23 May 2011
To some, serendipity means a lot. We’re guessing that it bears a lot of weight at the house of Duchamp. Celebrating its 22nd birthday this year, the brand began its days in France, and took shape very much by chance, when the founder Mitchell Jacobs stumbled upon a cache of 10,000 vintage cufflinks in a Paris flea market in 1987. Developing a love for cufflinks and utilising his discovery to the full, Mitchell went about launching a men’s accessory label two years later.
Fast forward to the present day, the label has become an all-encompassing affair, and has just launched a range of ready to wear suits for men. Designed in keeping with the company signature, which centres on an inhibited use of colour, the suits are anything but bland and even monochrome pieces have been infused with a shot of colour, often in shades of purple. The general expression of Duchamp might be a bit too vivid for some, but the label certainly has a distinctive direction. “The DNA of the brand is colour. Menswear can be so boring, but we’re having fun with beautiful shirts and ties. It’s what our customers want from us,” says Marc Psarolis, CEO of Duchamp.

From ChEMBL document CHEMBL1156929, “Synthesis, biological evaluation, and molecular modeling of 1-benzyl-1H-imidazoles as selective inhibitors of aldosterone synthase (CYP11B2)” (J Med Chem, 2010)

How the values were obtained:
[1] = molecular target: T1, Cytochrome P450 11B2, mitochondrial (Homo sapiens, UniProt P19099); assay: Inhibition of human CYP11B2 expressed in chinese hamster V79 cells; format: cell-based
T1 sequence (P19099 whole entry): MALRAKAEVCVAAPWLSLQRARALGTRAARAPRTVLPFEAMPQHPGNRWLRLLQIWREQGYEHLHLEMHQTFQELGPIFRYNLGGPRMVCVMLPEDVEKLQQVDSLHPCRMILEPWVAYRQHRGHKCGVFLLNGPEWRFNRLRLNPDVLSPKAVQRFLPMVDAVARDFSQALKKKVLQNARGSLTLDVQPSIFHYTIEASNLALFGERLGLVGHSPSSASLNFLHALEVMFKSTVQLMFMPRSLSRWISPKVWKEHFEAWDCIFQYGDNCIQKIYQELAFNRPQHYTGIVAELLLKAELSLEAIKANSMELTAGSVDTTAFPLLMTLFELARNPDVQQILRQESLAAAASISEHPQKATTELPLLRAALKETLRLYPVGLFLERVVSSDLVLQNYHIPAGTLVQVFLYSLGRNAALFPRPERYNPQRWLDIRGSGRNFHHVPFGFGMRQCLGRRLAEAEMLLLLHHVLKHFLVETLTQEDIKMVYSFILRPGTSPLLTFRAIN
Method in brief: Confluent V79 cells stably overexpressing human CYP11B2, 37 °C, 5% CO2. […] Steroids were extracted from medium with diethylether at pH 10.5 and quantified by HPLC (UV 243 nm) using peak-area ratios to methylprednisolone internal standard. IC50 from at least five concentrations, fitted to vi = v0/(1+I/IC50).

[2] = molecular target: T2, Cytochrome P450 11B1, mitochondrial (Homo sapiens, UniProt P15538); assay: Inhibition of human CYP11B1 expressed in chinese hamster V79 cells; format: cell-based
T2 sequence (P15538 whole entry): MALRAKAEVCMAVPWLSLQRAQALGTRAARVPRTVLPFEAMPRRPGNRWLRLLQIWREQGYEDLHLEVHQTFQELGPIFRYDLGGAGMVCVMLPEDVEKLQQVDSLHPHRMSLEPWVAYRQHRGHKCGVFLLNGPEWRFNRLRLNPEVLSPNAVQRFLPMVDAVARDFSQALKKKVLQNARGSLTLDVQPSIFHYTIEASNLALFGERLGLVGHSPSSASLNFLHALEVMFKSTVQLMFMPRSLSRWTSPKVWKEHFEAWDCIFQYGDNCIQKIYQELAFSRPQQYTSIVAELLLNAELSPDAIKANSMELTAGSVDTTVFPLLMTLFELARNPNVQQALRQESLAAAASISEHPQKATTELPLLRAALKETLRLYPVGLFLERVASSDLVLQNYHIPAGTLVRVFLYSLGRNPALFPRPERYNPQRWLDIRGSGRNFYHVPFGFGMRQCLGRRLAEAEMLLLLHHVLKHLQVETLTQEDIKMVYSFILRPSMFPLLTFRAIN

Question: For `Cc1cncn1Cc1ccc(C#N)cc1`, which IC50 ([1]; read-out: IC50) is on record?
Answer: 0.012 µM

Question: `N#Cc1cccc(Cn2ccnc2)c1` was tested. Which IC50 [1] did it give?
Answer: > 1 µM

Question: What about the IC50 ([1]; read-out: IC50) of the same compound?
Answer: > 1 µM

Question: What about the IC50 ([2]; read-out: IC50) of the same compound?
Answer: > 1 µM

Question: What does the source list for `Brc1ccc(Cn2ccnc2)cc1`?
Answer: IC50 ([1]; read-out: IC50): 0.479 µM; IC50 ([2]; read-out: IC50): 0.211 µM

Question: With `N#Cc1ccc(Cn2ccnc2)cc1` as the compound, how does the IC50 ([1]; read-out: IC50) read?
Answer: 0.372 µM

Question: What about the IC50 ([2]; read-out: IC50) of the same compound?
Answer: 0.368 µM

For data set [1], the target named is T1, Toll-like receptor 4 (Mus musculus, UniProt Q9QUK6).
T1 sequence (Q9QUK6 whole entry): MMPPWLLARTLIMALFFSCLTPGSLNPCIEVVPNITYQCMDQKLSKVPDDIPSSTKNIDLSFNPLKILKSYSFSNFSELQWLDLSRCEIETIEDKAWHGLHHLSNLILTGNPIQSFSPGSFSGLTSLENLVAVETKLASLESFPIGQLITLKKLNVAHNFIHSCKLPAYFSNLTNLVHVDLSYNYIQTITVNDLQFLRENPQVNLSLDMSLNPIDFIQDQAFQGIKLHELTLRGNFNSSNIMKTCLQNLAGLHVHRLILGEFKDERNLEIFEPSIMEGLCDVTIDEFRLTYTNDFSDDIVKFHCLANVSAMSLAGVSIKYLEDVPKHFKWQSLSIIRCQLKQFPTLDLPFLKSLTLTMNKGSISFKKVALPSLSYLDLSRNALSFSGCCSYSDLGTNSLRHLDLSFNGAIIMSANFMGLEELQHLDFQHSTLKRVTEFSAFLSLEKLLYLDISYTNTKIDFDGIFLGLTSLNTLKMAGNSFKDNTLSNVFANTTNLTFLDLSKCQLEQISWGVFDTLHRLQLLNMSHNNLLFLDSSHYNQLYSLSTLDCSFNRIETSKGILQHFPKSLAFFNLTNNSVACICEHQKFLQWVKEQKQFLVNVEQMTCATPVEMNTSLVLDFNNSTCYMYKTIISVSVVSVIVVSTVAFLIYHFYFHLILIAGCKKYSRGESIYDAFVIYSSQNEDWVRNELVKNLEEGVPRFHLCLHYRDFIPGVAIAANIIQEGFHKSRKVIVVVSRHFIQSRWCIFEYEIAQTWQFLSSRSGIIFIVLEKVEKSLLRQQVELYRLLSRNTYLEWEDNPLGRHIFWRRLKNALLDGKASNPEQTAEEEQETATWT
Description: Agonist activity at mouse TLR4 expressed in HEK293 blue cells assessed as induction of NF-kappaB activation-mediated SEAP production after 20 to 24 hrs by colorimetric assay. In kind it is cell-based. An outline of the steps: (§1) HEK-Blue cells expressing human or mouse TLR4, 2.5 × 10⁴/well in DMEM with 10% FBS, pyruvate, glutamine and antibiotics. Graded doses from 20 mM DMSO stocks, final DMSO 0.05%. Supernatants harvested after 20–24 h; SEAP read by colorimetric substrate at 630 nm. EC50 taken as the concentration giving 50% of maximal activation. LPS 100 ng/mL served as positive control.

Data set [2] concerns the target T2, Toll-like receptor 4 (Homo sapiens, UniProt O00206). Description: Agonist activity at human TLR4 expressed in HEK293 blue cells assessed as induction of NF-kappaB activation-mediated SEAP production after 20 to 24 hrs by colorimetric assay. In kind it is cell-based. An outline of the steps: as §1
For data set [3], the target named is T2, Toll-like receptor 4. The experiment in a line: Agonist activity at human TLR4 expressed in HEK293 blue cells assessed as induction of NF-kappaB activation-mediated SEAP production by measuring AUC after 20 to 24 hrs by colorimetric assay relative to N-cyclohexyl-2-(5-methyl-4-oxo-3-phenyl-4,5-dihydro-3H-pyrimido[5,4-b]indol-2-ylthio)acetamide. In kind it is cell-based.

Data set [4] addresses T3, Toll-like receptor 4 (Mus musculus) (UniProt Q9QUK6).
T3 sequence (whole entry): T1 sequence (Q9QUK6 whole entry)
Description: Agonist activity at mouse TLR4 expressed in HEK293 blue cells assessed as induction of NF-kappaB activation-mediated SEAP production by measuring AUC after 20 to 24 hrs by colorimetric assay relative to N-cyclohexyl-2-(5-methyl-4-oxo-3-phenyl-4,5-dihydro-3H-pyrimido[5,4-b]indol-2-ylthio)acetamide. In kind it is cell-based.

Colour may be a current men’s wear trend, but rainbow hues haven’t always been the order of the day. Filling a gap in the market with its vibrant wares, Duchamp’s early collections were bought by key retailers such as Selfridges, Harrods and Harvey Nichols, and the label has ramped up its stockist list further by nestling its way into international stores including Barneys and Bloomingdales in the US; Holt Renfrew in Canada; and Lane Crawford in Hong Kong. In terms of standalone stores, Duchamp’s first shop opened in 1998, followed by further stores on London’s Regent Street and Jermyn Street.
Despite its French name, that does indeed pay homage to the French surrealist Marcel Duchamp, the label is very much a British business. To prove it, the same Birmingham based craftsman that produced the label’s first batch of cufflinks still works for the company, over two decades on.